A Turkish newspaper is reporting that President Barack Obama will attend the second annual United Nations Alliance of Civilizations (AoC) forum in early April during his visit to Turkey.
The AoC is an attempt by the U.N. to quell perceived tensions between Muslim and Western nations by promoting dialogue. Although well-intentioned, the effort has little prospect for success due to bias and objectionable proposals to freedom of expression. The base document for the Alliance of Civilizations focused on the supposed failings of Western countries while largely ignoring the faults of Muslim nations. It also endorsed the idea of constraining freedom of media, speech, and expression in order to combat "Islamophobia." This is an agenda similar to the effort by Muslim countries to prohibit "defamation of religion" that the U.S. has opposed in other U.N. forums. Rather than attend a U.N. talkfest wedded to objectionable ideas, President Obama should spend his time in the region more constructively, for instance discussing with the Turkish Prime Minister how Turkey can work with the U.S. on mutual concerns like bringing pressure on Iran to halt its nuclear program.
A Less Than Useful Forum
A successor to the Iranian-proposed Dialogue of Civilizations and brainchild of former U.N. Secretary-General Kofi Annan, the Alliance of Civilizations aims to improve relations between Western and Muslim countries by responding "to the need for a committed effort by the international community-both at the institutional and civil society levels-to bridge divides and overcome prejudice, misconceptions, misperceptions, and polarization which potentially threaten world peace."
The 2006 report from the High-Level Group for an Alliance of Civilizations fell far short of this goal. Indeed, the report often simply endorsed ongoing initiatives like the multilateral peace process to resolve the Israeli-Palestinian conflict or repackaged calls for increased assistance from Western countries. When it did offer analysis and recommendations, they were burdened by biased perspectives and a list of objectives-instead of a strategy-to revive the economic performance of Middle Eastern and North African nations.
Among the worst of the recommendations was the report's support for constraining media content and coverage in Western countries "including the use of terms such as 'Islamic terrorism' and 'Islamic fascism'-[which] have contributed to an alarming increase in Islamophobia which further exacerbates Muslim fears of the West." The report virtually ignored the pervasive constraints, official or otherwise, on freedom of speech, expression, and the press in many Islamic countries.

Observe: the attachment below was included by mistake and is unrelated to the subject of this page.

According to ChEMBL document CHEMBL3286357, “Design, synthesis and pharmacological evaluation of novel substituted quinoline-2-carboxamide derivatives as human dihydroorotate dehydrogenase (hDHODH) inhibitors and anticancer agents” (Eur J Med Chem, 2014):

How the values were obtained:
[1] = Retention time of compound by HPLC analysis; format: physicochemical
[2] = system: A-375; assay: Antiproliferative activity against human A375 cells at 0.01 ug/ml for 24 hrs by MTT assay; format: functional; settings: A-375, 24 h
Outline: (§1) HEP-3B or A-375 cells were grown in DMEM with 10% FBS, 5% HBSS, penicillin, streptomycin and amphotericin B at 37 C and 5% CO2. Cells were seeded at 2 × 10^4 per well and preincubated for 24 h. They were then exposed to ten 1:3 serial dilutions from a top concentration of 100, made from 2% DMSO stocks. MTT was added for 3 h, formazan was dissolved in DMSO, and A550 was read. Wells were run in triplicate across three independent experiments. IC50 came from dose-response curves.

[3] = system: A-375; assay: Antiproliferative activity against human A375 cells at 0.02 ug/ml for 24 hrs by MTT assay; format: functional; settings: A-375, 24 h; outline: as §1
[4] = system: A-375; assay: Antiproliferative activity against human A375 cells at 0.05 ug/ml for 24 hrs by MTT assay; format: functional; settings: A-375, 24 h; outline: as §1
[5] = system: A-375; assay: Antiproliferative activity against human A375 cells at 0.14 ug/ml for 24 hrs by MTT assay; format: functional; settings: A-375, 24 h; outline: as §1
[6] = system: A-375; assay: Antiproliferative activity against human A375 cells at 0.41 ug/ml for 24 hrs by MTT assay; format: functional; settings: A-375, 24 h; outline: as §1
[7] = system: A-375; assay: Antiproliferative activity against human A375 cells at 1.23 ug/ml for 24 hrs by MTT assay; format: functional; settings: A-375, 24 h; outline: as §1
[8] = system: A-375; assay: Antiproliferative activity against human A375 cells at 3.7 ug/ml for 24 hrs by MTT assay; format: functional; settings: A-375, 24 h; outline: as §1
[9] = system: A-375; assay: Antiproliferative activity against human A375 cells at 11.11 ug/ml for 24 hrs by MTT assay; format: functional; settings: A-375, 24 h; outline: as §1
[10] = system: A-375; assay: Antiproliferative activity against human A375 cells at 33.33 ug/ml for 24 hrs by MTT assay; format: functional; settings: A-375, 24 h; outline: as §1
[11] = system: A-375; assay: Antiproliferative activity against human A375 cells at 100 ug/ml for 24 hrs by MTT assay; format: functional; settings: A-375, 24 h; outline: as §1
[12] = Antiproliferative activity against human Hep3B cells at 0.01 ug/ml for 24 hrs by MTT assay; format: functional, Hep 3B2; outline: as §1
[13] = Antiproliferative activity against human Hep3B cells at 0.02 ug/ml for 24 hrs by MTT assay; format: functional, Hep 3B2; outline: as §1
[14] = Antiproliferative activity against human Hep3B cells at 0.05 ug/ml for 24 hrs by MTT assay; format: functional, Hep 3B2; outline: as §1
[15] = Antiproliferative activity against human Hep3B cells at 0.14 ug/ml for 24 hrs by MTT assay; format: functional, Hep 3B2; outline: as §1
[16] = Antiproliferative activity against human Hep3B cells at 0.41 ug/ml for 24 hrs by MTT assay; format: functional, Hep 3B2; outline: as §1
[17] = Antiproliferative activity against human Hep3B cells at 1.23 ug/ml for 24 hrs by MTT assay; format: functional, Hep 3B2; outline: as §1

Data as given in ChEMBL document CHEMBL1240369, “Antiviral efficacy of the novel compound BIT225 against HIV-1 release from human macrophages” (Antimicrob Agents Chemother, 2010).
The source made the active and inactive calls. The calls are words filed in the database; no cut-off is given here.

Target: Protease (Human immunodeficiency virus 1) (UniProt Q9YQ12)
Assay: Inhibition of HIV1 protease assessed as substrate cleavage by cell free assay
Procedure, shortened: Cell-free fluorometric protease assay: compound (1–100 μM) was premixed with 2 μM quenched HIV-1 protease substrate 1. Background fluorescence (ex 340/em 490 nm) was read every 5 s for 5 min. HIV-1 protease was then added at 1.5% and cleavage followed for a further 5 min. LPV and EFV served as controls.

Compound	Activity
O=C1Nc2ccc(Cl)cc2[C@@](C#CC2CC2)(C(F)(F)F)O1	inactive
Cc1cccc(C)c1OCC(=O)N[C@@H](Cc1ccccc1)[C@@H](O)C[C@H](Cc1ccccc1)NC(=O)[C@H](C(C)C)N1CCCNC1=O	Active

Despite its problems, U.N. Secretary-General Ban Ki-moon appointed the former president of Portugal, Jorge Sampaio, as the High Representative for the Alliance of Civilizations in April 2007, giving him the task of promoting "the Alliance of Civilizations as a credible and viable attempt to diminish the dangerous tensions between diverse societies and their threat to international stability" and established a voluntary Trust Fund in September 2007 to support the Alliance of Civilizations.
Not unexpectedly, the report of the first annual Alliance of Civilizations forum in Madrid in January 2008 illustrated that the AoC continues to support constraints on freedom of expression and speech in order to combat "Islamophobia":
One of the biggest challenges in engaging "Muslim" and "Western" societies is the rise of "Islamophobia." Constantly, Muslims and Islam are on the defensive. The point of departure for discussions on Islam is often that it is not a violent religion. In the non-Muslim world it is thought that it is the responsibility of mainstream Muslims to differentiate themselves from extremists. The non-Muslim world also has a part to play in actively differentiating between the religion and acts of terror.
Stereotyping is often a product of intended ignorance. There are resources being constantly deployed to spread disinformation and misperceptions of others. This can be described as an industry of ignorance. To counter this, it was proposed that a human right to be understood should be promoted as a mutual obligation for all societies and cultures. Additionally, education around this right should be incorporated into school curricula and textbooks, such that it can become the basis of interaction between cultures and societies.
To accomplish the objectives of the AoC, which, presumably, include taking action to help combat negative "stereotyping" by the media and establishing an indefinable "human right to be understood," the AoC has created: